Reply

In our desire to impose form on the world we have lost the capacity to see the form that is there;
and in that lies not liberation but alienation, the cutting off from things as they really are. --...

Reply
post #434 of 522
Quote:
Originally Posted by shetline View Post

A great reply to that particular review here: The Courtier's Reply

Like I said, it is known as spite. That wasn't an answer to Orr, it's just more of this odd, universally dismissive attitude. There is a difference between constructive engagement and sneering, btw.

...one more quote from that review:
Quote:
Exercises in double standards also plague Dawkins's discussion of the idea that religion encourages good behavior. Dawkins cites a litany of statistics revealing that red states (with many conservative Christians) suffer higher rates of crime, including murder, burglary, and theft, than do blue states. But now consider his response to the suggestion that the atheist Stalin and his comrades committed crimes of breathtaking magnitude: "We are not in the business," he says, "of counting evils heads, compiling two rival roll calls of iniquity." We're not? We were forty-five pages ago.

In our desire to impose form on the world we have lost the capacity to see the form that is there;
and in that lies not liberation but alienation, the cutting off from things as they really are. --...

Reply

In our desire to impose form on the world we have lost the capacity to see the form that is there;
and in that lies not liberation but alienation, the cutting off from things as they really are. --...

Reply
post #435 of 522
Quote:
Originally Posted by dmz View Post

Like I said, it is known as spite. That wasn't an answer to Orr, it's just more of this odd, universally dismissive attitude. There is a difference between constructive engagement and sneering, btw.

...one more quote from that review:



The spite you speak of works both ways, as in you will only accept a mindset within you're own circle, those whom, a priori, accept you're Belief system.

Every eye fixed itself upon him; with parted lips and bated breath the audience hung upon his words, taking no note of time, rapt in the ghastly fascinations of the tale. NOT!
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Every eye fixed itself upon him; with parted lips and bated breath the audience hung upon his words, taking no note of time, rapt in the ghastly fascinations of the tale. NOT!
Reply
post #436 of 522
Screw the unicorns, Dragons have historical merrit. You find dragons in all cultures, not just the offspring of some wierd nomadic tribe camping around the middle-east. So let's face it, there is more universal evidence of dragons than god. Hell, I mean even the bible has dragons.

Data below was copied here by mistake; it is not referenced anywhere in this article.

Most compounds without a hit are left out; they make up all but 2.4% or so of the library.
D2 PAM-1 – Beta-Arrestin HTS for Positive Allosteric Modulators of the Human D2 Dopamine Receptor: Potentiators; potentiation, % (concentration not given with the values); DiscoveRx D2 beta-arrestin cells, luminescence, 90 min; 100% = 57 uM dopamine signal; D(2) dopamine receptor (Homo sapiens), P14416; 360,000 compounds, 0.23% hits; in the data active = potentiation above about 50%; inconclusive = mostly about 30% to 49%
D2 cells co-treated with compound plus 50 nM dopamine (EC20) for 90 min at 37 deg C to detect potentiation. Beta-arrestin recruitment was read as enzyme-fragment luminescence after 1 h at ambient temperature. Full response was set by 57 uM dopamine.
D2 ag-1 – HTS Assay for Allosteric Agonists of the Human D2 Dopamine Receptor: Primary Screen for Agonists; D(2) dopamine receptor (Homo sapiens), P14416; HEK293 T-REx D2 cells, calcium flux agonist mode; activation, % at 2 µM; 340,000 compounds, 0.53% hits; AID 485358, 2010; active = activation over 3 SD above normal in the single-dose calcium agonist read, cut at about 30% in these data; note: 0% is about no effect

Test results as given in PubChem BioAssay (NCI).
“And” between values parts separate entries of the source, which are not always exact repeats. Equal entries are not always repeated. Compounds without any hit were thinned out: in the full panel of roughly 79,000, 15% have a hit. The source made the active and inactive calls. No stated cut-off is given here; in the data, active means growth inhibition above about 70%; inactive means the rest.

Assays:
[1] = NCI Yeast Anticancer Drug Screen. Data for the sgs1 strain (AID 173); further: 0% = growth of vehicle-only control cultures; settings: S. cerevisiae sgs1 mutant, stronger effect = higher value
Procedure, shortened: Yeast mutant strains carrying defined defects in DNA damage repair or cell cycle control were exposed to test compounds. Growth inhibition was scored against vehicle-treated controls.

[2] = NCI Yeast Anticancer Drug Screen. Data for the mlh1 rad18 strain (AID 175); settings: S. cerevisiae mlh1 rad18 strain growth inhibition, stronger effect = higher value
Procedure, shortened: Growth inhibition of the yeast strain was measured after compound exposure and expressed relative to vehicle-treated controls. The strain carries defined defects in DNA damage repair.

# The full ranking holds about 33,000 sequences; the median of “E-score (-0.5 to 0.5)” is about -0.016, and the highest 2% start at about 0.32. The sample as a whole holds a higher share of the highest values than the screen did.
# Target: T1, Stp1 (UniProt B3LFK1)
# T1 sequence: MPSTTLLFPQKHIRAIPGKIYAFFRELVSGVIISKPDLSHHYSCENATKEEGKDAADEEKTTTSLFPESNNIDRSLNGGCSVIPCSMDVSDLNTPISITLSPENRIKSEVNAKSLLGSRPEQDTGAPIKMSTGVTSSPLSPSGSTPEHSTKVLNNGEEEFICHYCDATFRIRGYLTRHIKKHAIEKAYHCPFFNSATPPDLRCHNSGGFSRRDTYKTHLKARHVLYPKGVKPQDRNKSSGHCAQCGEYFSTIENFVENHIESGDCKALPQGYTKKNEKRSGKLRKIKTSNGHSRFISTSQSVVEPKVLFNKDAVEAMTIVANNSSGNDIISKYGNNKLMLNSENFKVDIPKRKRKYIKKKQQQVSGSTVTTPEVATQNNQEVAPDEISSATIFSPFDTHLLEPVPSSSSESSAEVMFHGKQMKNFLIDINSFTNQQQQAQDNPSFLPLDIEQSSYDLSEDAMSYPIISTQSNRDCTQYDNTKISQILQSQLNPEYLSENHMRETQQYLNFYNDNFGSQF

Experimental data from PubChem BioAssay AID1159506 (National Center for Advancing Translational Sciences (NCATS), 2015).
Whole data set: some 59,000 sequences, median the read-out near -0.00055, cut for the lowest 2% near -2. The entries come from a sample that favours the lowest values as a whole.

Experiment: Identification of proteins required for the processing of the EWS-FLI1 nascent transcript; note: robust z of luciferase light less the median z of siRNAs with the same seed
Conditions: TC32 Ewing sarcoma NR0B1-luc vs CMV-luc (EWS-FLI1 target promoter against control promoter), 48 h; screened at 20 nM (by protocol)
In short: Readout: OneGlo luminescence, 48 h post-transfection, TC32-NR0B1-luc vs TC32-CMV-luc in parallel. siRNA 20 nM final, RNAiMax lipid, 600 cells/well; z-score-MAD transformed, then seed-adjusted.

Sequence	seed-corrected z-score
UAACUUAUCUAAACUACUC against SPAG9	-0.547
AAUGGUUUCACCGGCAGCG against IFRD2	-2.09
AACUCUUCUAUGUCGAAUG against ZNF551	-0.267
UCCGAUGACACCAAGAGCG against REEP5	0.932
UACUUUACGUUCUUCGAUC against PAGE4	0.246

Bill Bradley to comedian Bill Cosby: "Bill, you are a comic, tell us a joke!"
- "Senator, you are a politician, first tell us a lie!"
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Bill Bradley to comedian Bill Cosby: "Bill, you are a comic, tell us a joke!"
- "Senator, you are a politician, first tell us a lie!"
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post #437 of 522
Quote:
Originally Posted by dmz View Post

Like I said, it is known as spite. That wasn't an answer to Orr, it's just more of this odd, universally dismissive attitude. There is a difference between constructive engagement and sneering, btw.

What's the difference between suggesting that someone needs to address countless fine details of centuries of theological noodling before dismissing the existence of deities, and saying that one has to become an expert in textiles and imperial fashion before stating the obvious, that the emperor is naked?

I suspect the only thing that you find dismissive about the Courtier's Reply analogy is that anyone would dare equate religion and theism to the fable of the Emperor's New Clothes.

Tough.

Again, for me a lot of this is about the cultural environment and religion's place in it. While it's an interesting intellectual exercise to explore how one might change the minds of die-hard believers, finding some precise blend of logic and gentle diplomacy which might have a remote chance of reaching through their multi-layered defenses, that's not the most fruitful approach for cultural change. I would very much like a dismissive attitude towards religion to become a louder and more frequently heard voice, denying religion and theism the safe harbor they often enjoy, and leaving those concepts to have to fend for themselves on their own (very limited) merits, without the boost they get from automatic and undeserved reverence and respect.